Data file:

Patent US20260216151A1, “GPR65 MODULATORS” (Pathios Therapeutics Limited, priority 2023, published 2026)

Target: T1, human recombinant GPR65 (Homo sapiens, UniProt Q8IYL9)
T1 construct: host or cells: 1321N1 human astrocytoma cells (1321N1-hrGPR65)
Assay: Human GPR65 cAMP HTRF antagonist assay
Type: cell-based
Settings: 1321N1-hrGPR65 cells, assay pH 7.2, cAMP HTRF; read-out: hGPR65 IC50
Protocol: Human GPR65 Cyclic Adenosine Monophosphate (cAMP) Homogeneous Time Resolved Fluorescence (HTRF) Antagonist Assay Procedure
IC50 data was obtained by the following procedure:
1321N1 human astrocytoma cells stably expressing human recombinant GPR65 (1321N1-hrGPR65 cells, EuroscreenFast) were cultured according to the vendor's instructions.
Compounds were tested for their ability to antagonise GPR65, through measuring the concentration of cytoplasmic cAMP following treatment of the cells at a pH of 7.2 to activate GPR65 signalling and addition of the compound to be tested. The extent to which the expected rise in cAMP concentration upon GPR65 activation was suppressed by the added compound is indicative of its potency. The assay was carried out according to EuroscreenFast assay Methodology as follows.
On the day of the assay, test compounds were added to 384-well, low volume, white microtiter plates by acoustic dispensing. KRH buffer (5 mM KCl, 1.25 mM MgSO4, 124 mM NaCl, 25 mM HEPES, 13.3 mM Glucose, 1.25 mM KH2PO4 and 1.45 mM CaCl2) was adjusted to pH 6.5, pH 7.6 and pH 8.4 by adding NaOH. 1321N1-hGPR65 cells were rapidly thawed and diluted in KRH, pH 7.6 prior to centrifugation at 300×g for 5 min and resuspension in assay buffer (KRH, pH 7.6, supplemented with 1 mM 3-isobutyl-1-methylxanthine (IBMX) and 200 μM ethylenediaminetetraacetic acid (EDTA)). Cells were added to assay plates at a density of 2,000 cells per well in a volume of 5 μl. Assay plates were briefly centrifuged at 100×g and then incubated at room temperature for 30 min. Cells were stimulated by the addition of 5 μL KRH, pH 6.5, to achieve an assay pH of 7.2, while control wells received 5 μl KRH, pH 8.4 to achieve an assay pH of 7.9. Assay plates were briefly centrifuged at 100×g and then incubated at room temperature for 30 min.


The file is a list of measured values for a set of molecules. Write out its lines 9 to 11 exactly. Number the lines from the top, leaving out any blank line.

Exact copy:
1321N1 human astrocytoma cells stably expressing human recombinant GPR65 (1321N1-hrGPR65 cells, EuroscreenFast) were cultured according to the vendor's instructions.
Compounds were tested for their ability to antagonise GPR65, through measuring the concentration of cytoplasmic cAMP following treatment of the cells at a pH of 7.2 to activate GPR65 signalling and addition of the compound to be tested. The extent to which the expected rise in cAMP concentration upon GPR65 activation was suppressed by the added compound is indicative of its potency. The assay was carried out according to EuroscreenFast assay Methodology as follows.
On the day of the assay, test compounds were added to 384-well, low volume, white microtiter plates by acoustic dispensing. KRH buffer (5 mM KCl, 1.25 mM MgSO4, 124 mM NaCl, 25 mM HEPES, 13.3 mM Glucose, 1.25 mM KH2PO4 and 1.45 mM CaCl2) was adjusted to pH 6.5, pH 7.6 and pH 8.4 by adding NaOH. 1321N1-hGPR65 cells were rapidly thawed and diluted in KRH, pH 7.6 prior to centrifugation at 300×g for 5 min and resuspension in assay buffer (KRH, pH 7.6, supplemented with 1 mM 3-isobutyl-1-methylxanthine (IBMX) and 200 μM ethylenediaminetetraacetic acid (EDTA)). Cells were added to assay plates at a density of 2,000 cells per well in a volume of 5 μl. Assay plates were briefly centrifuged at 100×g and then incubated at room temperature for 30 min. Cells were stimulated by the addition of 5 μL KRH, pH 6.5, to achieve an assay pH of 7.2, while control wells received 5 μl KRH, pH 8.4 to achieve an assay pH of 7.9. Assay plates were briefly centrifuged at 100×g and then incubated at room temperature for 30 min.